Wild Animals/baby moles


Heidi wrote at 2013-09-23 00:32:51
Hello Mia~

I have been trained in caring for small rodents by a good friend who is a wildlife rehab specialist. I currently have a baby mole that my dog just found while we were camping. To get through the weekend, i fed it hemp milk through an eye dropper that was in a face oil bottle I had. That was all I had but he did great. I put him in a kleenex and kept him in my sports bra to keep him safe/warm. We tried finding a fresh mole hole, but he crawled out every time...so after 3 times, I picked him up and back in my sports bra he went.

So we are now home and I just got his temporary home set up until he grows enough to release. I used an old 10gal fish tank, filled it about 4" with soft fresh dirt that was actually  recently dug up by native moles in my yard. I added one clump of native grass. He can't keep himself warm alone, and even from raising multiple orphan chipmunks/squirrel babies, they need a heating pad to keep them warm. So on one side of the fish tank on top of the dirt, I put a washcloth (to keep the heating pad clean), then folded the heating pad (lowest heat, crease towards the end of tank so the baby can crawl into it and out to the dirt/grass).

Yes he needs to eat often... this little guy is every 2 hrs. You can get puppy or kitten formula but dilute it 4:1 instead of the 2:1 for a puppy/kitten. A small paint brush works great for feeding it. Dip the paintbrush into the warm formula. It will kindof chew on the brush and suck out the milk. My little guy will only drink 3 brushes full right now, but he's tiny and barely has his eyes open.

I expect to have him a few weeks, then hope to let him go before the ground freezes.

Also, when they get a little bigger, they will eat mealworms- which you can buy off Amazon and get mailed to you or get at most pet stores.

Hope this helps- best of luck.


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Dana Krempels, Ph.D.


I'm an evolutionary biologist with a passion for animals. Ask about natural history, behavior, ecology, evolution. PLEASE NOTE:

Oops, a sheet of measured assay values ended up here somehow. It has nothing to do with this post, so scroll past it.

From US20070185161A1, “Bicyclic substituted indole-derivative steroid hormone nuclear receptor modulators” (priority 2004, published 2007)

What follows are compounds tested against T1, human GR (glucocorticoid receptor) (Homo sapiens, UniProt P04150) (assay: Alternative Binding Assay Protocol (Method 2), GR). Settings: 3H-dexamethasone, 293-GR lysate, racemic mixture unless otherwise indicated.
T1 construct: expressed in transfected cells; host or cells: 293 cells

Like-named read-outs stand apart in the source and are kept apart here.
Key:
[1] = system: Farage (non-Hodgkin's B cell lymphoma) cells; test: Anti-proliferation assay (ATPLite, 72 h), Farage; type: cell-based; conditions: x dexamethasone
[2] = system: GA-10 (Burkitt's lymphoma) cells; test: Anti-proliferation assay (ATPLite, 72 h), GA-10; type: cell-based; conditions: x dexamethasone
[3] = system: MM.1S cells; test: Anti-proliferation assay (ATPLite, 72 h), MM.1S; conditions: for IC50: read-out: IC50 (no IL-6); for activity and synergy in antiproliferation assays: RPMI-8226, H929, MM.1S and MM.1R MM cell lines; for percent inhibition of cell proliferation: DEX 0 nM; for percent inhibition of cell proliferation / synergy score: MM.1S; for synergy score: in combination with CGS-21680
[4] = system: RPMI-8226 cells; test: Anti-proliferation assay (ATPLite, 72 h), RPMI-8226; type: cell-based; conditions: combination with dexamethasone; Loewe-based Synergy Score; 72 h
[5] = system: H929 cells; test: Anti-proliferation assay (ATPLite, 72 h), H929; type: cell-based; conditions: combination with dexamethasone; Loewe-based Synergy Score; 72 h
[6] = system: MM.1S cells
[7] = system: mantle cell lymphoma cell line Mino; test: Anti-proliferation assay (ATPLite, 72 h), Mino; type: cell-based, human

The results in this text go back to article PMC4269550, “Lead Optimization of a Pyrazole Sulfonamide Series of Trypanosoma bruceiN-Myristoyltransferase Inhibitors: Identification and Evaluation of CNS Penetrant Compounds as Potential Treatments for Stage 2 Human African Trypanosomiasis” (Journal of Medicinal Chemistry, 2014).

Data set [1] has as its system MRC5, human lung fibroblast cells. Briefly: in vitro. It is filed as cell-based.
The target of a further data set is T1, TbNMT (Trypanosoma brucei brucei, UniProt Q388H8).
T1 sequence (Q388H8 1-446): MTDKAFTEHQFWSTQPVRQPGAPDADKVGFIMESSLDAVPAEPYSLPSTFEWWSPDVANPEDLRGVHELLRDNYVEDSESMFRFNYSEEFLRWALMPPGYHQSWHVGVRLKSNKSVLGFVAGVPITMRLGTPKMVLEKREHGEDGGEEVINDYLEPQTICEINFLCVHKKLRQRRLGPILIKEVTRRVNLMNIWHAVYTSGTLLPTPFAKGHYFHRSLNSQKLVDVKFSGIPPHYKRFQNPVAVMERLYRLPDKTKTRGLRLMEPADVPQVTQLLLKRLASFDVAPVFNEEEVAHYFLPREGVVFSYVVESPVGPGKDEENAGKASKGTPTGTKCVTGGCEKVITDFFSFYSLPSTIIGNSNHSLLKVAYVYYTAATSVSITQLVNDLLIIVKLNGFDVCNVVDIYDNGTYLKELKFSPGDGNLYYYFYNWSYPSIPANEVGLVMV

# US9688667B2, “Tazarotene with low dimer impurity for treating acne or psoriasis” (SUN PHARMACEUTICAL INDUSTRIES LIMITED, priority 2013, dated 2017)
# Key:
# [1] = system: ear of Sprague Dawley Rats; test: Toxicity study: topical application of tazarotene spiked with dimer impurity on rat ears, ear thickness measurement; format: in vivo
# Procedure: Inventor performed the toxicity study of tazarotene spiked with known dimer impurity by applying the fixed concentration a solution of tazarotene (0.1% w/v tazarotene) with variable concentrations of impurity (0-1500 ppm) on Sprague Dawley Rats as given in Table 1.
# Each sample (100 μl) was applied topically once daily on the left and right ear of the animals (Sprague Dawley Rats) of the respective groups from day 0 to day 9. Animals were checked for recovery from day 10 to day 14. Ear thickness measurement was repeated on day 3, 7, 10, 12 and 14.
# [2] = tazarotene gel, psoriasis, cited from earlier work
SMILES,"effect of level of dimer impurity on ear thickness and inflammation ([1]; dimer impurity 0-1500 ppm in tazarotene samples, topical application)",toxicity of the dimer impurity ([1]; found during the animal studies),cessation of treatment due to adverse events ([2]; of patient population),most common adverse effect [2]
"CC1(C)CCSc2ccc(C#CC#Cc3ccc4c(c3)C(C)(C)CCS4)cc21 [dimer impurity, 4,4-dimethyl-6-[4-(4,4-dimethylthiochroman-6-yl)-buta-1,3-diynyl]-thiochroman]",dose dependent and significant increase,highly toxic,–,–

If you have found an "orphaned" or injured wild animal or bird:
Please don't waste time asking questions on the internet, as the answers may come too late. DO NOT FEED THE ANIMAL, and DO NOT HANDLE IT unless it is in imminent danger. (Many wild "orphans" are not orphans at all!) If you are absolutely sure it is orphaned, keep it warm and quiet, and find a LICENSED WILDLIFE REHABILITATOR HERE. Don't try to raise a baby yourself, or rehabilitate an injured anmal. Many a well-intentioned rescuer will do more harm than good, especially with baby birds and baby rabbits.

Without geographic location, time of day and habitat, I can't help. A clear picture is always best.

It's impossible for me to I.D. an animal call without hearing it myself.

I'm not an expert on comparative strengths of different animals (more complicated than you might think!) nor bite forces.

I refuse to answer "Which of these two animals--X or X--would win in a fight?".

These hypothetical matchups range from impossible (Grizzly Bears and Gorillas don't even occupy the same continent.) to ridiculous (Someone asked me "Who would win a fight between a Great White Shark and a tiger?").

The vast majority of animals--even the fierce and powerful--are not as warlike as Homo sapiens, and it's childish to project our aggressiveness onto them.


I have been the fortunate caregiver to a group of Black-tailed Jackrabbits rescued from the Miami International Airport, and not releasable in this area because they are not native. I also have rehabbed and released Eastern Cottontails, and am in contact with many very experienced wildlife rescuers who regularly handle injured or orphaned rabbits and hares.

House Rabbit Society

Exotic DVM journal

I have a Ph.D. in Biology, with main areas of expertise in evolutionary biology, genetics, botany, and ecology.

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